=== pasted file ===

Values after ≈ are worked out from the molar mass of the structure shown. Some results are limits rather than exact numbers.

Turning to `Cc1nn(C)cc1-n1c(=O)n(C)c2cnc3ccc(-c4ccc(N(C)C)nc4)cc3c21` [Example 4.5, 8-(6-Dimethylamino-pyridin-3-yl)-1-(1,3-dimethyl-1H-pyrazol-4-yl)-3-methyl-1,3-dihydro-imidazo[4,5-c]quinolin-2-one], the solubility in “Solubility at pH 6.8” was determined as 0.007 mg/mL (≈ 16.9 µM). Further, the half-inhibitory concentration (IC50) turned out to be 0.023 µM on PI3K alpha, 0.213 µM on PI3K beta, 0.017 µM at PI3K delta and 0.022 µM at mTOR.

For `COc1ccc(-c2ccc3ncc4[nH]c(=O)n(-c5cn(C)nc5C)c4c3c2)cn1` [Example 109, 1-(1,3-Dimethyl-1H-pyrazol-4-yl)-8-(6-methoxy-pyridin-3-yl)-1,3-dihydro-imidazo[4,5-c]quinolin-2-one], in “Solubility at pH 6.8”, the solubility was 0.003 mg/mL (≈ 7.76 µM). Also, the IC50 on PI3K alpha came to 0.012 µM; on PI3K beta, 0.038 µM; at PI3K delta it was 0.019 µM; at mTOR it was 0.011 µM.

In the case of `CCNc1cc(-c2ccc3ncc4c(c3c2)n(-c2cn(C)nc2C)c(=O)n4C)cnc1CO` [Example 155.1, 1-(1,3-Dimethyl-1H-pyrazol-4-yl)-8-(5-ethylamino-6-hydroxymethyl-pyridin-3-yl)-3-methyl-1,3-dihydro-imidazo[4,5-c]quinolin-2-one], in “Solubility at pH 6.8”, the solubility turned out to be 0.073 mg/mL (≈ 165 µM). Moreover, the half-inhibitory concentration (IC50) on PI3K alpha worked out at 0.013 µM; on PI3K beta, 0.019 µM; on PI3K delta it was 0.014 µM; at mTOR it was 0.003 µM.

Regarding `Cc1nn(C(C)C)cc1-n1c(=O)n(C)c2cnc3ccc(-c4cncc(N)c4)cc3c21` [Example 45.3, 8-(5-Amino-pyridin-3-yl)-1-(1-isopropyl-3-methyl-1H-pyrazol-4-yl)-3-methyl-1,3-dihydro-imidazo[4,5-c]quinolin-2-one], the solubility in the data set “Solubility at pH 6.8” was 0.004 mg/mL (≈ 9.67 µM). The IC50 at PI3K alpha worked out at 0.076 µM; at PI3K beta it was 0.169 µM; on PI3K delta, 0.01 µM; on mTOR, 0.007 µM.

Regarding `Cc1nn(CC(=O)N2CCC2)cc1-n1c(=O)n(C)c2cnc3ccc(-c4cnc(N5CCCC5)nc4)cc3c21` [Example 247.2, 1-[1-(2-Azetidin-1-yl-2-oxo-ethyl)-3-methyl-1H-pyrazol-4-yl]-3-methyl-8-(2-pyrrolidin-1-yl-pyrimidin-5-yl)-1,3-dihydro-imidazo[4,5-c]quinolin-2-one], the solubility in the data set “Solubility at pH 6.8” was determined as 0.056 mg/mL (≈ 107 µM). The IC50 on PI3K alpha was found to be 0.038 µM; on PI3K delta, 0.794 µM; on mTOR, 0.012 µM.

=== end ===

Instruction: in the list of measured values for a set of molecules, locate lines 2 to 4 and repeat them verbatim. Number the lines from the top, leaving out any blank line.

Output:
Turning to `Cc1nn(C)cc1-n1c(=O)n(C)c2cnc3ccc(-c4ccc(N(C)C)nc4)cc3c21` [Example 4.5, 8-(6-Dimethylamino-pyridin-3-yl)-1-(1,3-dimethyl-1H-pyrazol-4-yl)-3-methyl-1,3-dihydro-imidazo[4,5-c]quinolin-2-one], the solubility in “Solubility at pH 6.8” was determined as 0.007 mg/mL (≈ 16.9 µM). Further, the half-inhibitory concentration (IC50) turned out to be 0.023 µM on PI3K alpha, 0.213 µM on PI3K beta, 0.017 µM at PI3K delta and 0.022 µM at mTOR.

For `COc1ccc(-c2ccc3ncc4[nH]c(=O)n(-c5cn(C)nc5C)c4c3c2)cn1` [Example 109, 1-(1,3-Dimethyl-1H-pyrazol-4-yl)-8-(6-methoxy-pyridin-3-yl)-1,3-dihydro-imidazo[4,5-c]quinolin-2-one], in “Solubility at pH 6.8”, the solubility was 0.003 mg/mL (≈ 7.76 µM). Also, the IC50 on PI3K alpha came to 0.012 µM; on PI3K beta, 0.038 µM; at PI3K delta it was 0.019 µM; at mTOR it was 0.011 µM.

In the case of `CCNc1cc(-c2ccc3ncc4c(c3c2)n(-c2cn(C)nc2C)c(=O)n4C)cnc1CO` [Example 155.1, 1-(1,3-Dimethyl-1H-pyrazol-4-yl)-8-(5-ethylamino-6-hydroxymethyl-pyridin-3-yl)-3-methyl-1,3-dihydro-imidazo[4,5-c]quinolin-2-one], in “Solubility at pH 6.8”, the solubility turned out to be 0.073 mg/mL (≈ 165 µM). Moreover, the half-inhibitory concentration (IC50) on PI3K alpha worked out at 0.013 µM; on PI3K beta, 0.019 µM; on PI3K delta it was 0.014 µM; at mTOR it was 0.003 µM.